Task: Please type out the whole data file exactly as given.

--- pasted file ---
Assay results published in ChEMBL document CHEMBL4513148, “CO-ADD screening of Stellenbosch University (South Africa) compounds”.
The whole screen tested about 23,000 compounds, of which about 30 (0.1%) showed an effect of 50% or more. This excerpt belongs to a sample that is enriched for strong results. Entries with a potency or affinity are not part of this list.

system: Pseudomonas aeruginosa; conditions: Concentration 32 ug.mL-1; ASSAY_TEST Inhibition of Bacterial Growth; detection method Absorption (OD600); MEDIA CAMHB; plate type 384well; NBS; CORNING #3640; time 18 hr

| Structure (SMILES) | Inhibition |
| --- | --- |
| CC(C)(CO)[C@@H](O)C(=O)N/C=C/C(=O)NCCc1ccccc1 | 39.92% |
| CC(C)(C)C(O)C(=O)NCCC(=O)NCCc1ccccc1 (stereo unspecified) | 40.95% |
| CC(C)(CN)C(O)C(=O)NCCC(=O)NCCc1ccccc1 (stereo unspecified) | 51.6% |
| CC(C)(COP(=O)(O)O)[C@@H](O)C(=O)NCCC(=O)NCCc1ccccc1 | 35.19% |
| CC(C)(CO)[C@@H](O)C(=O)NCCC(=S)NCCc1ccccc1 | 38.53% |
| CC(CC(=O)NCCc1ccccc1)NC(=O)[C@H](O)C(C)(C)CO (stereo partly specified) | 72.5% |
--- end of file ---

Assay results published in ChEMBL document CHEMBL4513148, “CO-ADD screening of Stellenbosch University (South Africa) compounds”.
The whole screen tested about 23,000 compounds, of which about 30 (0.1%) showed an effect of 50% or more. This excerpt belongs to a sample that is enriched for strong results. Entries with a potency or affinity are not part of this list.

system: Pseudomonas aeruginosa; conditions: Concentration 32 ug.mL-1; ASSAY_TEST Inhibition of Bacterial Growth; detection method Absorption (OD600); MEDIA CAMHB; plate type 384well; NBS; CORNING #3640; time 18 hr

| Structure (SMILES) | Inhibition |
| --- | --- |
| CC(C)(CO)[C@@H](O)C(=O)N/C=C/C(=O)NCCc1ccccc1 | 39.92% |
| CC(C)(C)C(O)C(=O)NCCC(=O)NCCc1ccccc1 (stereo unspecified) | 40.95% |
| CC(C)(CN)C(O)C(=O)NCCC(=O)NCCc1ccccc1 (stereo unspecified) | 51.6% |
| CC(C)(COP(=O)(O)O)[C@@H](O)C(=O)NCCC(=O)NCCc1ccccc1 | 35.19% |
| CC(C)(CO)[C@@H](O)C(=O)NCCC(=S)NCCc1ccccc1 | 38.53% |
| CC(CC(=O)NCCc1ccccc1)NC(=O)[C@H](O)C(C)(C)CO (stereo partly specified) | 72.5% |